Rocket Model For Team Effectiveness:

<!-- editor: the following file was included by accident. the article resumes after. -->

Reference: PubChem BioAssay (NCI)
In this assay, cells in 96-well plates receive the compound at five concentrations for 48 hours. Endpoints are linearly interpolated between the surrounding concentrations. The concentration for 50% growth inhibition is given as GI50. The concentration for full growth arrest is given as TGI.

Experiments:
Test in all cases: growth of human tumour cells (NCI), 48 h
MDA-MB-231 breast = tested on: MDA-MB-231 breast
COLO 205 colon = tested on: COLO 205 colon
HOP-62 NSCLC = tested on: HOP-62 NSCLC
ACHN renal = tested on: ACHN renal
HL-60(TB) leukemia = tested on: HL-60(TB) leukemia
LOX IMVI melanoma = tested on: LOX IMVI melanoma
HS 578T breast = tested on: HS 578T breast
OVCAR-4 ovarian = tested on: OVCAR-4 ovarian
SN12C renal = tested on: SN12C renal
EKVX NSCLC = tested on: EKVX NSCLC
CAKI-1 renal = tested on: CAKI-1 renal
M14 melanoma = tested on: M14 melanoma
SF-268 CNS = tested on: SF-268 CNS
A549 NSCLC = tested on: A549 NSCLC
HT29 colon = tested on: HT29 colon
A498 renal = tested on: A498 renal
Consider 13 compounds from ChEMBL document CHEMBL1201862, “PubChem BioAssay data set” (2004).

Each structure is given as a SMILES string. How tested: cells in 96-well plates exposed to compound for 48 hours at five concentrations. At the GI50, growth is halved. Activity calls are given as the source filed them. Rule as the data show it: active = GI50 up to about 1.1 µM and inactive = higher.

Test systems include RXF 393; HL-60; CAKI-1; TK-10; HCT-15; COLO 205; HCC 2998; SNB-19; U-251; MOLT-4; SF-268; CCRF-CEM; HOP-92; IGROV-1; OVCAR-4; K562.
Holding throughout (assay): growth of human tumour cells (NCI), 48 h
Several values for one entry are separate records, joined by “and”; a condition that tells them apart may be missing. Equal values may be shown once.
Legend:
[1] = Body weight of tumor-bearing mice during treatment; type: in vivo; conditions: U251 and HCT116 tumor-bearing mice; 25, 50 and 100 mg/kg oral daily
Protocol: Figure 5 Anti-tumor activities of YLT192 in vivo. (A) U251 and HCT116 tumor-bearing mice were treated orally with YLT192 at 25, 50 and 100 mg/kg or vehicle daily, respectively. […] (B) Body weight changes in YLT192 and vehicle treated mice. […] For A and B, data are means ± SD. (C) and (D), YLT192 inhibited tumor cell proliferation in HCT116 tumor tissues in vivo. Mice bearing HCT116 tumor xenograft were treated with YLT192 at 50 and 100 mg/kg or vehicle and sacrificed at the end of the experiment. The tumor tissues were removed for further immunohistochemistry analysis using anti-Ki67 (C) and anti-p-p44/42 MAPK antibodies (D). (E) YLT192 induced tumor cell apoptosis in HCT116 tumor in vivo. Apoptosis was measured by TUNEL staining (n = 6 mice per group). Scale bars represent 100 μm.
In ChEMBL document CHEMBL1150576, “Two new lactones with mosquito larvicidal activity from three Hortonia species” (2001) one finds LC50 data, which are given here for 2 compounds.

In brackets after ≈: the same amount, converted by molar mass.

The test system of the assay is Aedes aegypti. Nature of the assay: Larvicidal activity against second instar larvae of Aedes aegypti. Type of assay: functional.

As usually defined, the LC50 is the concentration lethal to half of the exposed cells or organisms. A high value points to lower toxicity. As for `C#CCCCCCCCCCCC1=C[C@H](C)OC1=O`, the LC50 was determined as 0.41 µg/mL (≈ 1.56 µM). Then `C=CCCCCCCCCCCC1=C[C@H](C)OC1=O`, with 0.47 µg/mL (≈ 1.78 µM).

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Rocket Model for Team Effectiveness: Three hundred miles south of New Zealand are the Auckland Islands. They are isolated, forbidding, and 150 years ago, they brought almost certain death to ships that got too close. The howling sub-Antarctic winds drove ships onto the shallow reefs, and most sailors quickly drowned. Those who made it to shore soon died of exposure and starvation. Those few who survived did so in dreadful conditions. In Island of the Lost, Joan Druett (2007) recounts the story of two parties who were shipwrecked in 1864 on opposite sides of the island, and it is a story of leadership and team work. The first, a party of five led by Captain Thomas Musgrave of England, behaved like Shackleton’s crew stranded in the Weddell Sea. Encouraged by Musgrave, the men banded together in a common quest for survival. Over a period of 20 months, using material salvaged from their ship, they built a cabin, found food, rotated cooking duties, nursed one another, made tools, tanned seal hides for shoes, built a bellows and a furnace, made bolts and nails, and then built a boat which they used to sail to safety. Meanwhile, 20 miles away, a Scottish ship led by Captain George Dalgarno went aground and 19 men made it safely to shore. Delgarno became depressed, went “mad”, and the rest of the crew fell into despair, anarchy, and then cannibalism. A sailor named Robert Holding tried to encourage the others to act together to build shelter and find food, but other members of the crew threatened to kill and eat him. After three months, only three men were alive and subsequently rescued. Although this story takes place almost 150 years ago, it has strong parallels to modern teams. How a group of people works together determines whether a team succeeds of fails, yet personal experience and in-depth research tells us that most teams have problems with morale, innovation,

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